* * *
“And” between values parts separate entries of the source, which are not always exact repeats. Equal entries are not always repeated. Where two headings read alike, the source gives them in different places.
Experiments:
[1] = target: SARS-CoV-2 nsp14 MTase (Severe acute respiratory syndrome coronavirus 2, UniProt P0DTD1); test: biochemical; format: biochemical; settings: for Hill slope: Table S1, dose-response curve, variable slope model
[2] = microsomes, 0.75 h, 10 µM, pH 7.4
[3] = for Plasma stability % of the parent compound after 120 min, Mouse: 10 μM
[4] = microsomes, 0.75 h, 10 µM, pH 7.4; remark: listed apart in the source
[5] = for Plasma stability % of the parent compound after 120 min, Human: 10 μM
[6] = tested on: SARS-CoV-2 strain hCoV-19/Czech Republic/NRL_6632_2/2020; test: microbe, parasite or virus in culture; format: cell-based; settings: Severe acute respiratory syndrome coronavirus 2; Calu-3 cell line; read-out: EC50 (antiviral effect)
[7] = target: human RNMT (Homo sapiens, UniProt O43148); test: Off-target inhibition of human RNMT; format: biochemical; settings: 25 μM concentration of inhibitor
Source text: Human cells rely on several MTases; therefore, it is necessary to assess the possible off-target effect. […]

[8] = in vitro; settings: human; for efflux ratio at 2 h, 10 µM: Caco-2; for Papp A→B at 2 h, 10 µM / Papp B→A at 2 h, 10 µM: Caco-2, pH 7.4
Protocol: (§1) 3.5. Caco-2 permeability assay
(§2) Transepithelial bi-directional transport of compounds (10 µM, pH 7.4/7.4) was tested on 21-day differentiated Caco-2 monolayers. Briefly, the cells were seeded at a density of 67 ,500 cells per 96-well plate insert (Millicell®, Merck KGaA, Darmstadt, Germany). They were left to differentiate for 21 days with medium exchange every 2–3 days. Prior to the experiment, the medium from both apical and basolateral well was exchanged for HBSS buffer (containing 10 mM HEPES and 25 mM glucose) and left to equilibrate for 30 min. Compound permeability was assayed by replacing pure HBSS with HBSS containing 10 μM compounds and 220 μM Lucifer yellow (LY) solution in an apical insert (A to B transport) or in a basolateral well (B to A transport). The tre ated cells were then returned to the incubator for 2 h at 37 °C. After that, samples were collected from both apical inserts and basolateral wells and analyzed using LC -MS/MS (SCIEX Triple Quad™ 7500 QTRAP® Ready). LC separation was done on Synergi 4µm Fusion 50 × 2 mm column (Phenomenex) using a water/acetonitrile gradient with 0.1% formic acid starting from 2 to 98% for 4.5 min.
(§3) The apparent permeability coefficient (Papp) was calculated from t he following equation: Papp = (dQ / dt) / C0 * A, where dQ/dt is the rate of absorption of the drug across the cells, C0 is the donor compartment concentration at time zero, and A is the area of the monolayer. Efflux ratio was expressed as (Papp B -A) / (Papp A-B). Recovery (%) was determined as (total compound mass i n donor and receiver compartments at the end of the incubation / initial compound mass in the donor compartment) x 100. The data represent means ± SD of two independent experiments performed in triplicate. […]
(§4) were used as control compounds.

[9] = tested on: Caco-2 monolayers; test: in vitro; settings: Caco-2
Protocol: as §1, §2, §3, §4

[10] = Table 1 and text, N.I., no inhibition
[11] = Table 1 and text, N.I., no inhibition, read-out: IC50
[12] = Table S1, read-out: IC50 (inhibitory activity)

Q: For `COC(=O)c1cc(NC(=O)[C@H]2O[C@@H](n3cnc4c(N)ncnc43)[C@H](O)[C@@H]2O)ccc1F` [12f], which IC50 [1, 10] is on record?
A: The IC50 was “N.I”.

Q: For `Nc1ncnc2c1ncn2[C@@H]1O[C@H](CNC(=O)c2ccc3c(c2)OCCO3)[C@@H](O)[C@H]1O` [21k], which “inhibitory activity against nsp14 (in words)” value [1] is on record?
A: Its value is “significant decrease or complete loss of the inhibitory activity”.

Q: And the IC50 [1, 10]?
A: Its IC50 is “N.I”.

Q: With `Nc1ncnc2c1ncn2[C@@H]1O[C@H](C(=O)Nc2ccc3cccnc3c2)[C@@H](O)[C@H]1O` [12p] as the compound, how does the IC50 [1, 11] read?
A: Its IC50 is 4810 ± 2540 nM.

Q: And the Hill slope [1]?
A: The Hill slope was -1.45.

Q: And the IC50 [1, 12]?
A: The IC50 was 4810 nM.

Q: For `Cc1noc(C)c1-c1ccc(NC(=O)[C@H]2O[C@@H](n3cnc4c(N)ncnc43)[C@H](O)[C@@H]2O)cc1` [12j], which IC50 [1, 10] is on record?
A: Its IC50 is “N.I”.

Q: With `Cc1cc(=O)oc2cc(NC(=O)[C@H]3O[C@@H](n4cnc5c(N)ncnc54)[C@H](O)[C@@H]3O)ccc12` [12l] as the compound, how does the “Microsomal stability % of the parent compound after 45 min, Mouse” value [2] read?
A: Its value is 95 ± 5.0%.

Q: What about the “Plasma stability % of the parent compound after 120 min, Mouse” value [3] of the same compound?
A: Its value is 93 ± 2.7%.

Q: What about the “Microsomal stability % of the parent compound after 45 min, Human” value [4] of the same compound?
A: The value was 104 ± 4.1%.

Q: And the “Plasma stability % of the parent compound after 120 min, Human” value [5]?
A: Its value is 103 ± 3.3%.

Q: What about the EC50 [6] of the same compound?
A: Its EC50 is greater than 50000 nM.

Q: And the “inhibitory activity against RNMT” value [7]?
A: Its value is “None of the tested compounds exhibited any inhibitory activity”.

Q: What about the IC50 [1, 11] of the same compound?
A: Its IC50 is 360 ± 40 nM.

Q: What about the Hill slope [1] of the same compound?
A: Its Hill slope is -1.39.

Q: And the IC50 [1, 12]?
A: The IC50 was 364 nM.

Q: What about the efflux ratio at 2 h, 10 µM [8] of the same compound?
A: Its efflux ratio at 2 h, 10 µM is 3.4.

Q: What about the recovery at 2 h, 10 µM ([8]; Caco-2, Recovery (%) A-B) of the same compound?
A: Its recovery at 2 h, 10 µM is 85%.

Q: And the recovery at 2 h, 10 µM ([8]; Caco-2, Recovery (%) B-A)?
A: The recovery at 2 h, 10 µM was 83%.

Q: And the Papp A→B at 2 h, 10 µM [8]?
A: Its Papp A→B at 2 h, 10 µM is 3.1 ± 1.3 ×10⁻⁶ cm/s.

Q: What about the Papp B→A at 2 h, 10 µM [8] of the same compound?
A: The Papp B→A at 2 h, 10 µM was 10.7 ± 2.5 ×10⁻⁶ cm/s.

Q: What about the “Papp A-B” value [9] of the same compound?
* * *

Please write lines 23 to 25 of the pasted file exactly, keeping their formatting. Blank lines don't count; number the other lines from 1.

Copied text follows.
Q: For `Nc1ncnc2c1ncn2[C@@H]1O[C@H](CNC(=O)c2ccc3c(c2)OCCO3)[C@@H](O)[C@H]1O` [21k], which “inhibitory activity against nsp14 (in words)” value [1] is on record?
A: Its value is “significant decrease or complete loss of the inhibitory activity”.

Q: And the IC50 [1, 10]?